Virginia as the model
It seems as though our politicians in Washington could learn a lesson from their counterparts here in Virginia. In a state where partisan politics can be just as vicious as in the U.S. Senate and Congress, legislators have actually come together for the betterment of the commonwealth.
Granted, this year did not represent a perfect legislative session, but bipartisan compromises were reached with the future of Virginia in mind. Amongst the accomplishments, a comprehensive Transportation Plan, Medicaid expansion, education reform and headway on several issues involving the treatment of youth and animals.
The benefits include over $800 million in revenue for transportation needs, health care for over 30,000 citizens and a 2 percent raise for teachers. These accomplishments are of course not without their warts, but our legislators were able to look past their partisan ideologies in order to keep the commonwealth moving forward. If only Washington worked this way.
Wait till interest rates rise
Re: "Sequestation offers a test of the American character," Feb. 28
It is both amusing and disturbing that the purported $80 billion to be saved annually by sequestration is only 2 percent of the budget, although probably according to the writer closer to 6 percent based on mandatory expenses. In contrast, an increase of only 1 percent in the interest rate for government obligations would result in a 160 billion dollar annual expense or deficit increase.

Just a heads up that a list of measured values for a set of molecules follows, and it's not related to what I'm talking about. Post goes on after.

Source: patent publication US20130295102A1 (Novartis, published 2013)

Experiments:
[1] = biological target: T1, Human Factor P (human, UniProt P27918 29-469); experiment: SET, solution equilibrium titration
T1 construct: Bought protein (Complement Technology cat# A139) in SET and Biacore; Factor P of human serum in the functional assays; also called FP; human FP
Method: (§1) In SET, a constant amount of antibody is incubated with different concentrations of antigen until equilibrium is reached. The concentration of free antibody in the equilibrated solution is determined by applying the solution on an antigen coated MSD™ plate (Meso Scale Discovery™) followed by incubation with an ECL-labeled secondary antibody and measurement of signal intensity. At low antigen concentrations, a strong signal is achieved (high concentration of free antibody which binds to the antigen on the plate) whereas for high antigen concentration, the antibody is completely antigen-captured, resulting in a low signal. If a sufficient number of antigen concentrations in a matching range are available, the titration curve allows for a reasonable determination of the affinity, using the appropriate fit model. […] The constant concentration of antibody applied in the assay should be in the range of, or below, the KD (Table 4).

If we return to the pre-2008 interest rate for government obligations averaging about 5 percent, this would increase the debt load by 480 billion dollars per year, dwarfing any amount contemplated by sequestration. Certainly, our steadily increasing debt with a future rise in interest rates on government obligations spells financial disaster.
War on drivers
Re: "D.C. waging war against drivers," Feb. 28
Your article noted the goals of the D.C. government to make traveling in and out of town harder and more expensive for cars. While alternatives like biking and mass transit are often more efficient, they are mostly impractical for the average commuter or business patron. What the District has accomplished over the years with its overzealous use of traffic cameras and lack of adequate parking is to keep affluent suburban families from making Washington a destination.
D.C. can always count on tourists, but neighboring residents avoid the place as much as possible. Wealthy Fairfax and Montgomery counties alone have three times the population of the District, and their residents seldom spend time or money in the nation's capital.
Having lived in this area 50 years, I recall when the museums, zoo, restaurants, stores, theaters and nightlife in town were a big part of the daily entertainment for suburbanites. Nowadays, the only time they venture into town is when they absolutely have to. The District is not about welcoming visitors, it's about robbing them. It's sad that a city with so much to offer has taken up the welcome mat. They have a huge source of revenue at their fingertips, but they choose the pickpocket method instead.